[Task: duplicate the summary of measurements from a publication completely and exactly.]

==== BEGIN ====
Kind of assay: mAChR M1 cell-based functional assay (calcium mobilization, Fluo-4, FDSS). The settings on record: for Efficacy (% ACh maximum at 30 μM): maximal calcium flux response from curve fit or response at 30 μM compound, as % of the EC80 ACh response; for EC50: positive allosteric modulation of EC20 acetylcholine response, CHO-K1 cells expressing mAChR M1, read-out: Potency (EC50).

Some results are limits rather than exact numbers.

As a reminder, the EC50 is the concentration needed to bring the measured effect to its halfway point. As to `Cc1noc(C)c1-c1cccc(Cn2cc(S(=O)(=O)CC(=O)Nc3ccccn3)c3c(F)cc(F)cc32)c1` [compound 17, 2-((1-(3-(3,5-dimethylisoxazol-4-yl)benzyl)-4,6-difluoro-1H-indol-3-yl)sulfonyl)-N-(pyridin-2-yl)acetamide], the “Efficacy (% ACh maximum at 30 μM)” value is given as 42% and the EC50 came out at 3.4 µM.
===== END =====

Kind of assay: mAChR M1 cell-based functional assay (calcium mobilization, Fluo-4, FDSS). The settings on record: for Efficacy (% ACh maximum at 30 μM): maximal calcium flux response from curve fit or response at 30 μM compound, as % of the EC80 ACh response; for EC50: positive allosteric modulation of EC20 acetylcholine response, CHO-K1 cells expressing mAChR M1, read-out: Potency (EC50).

Some results are limits rather than exact numbers.

As a reminder, the EC50 is the concentration needed to bring the measured effect to its halfway point. As to `Cc1noc(C)c1-c1cccc(Cn2cc(S(=O)(=O)CC(=O)Nc3ccccn3)c3c(F)cc(F)cc32)c1` [compound 17, 2-((1-(3-(3,5-dimethylisoxazol-4-yl)benzyl)-4,6-difluoro-1H-indol-3-yl)sulfonyl)-N-(pyridin-2-yl)acetamide], the “Efficacy (% ACh maximum at 30 μM)” value is given as 42% and the EC50 came out at 3.4 µM.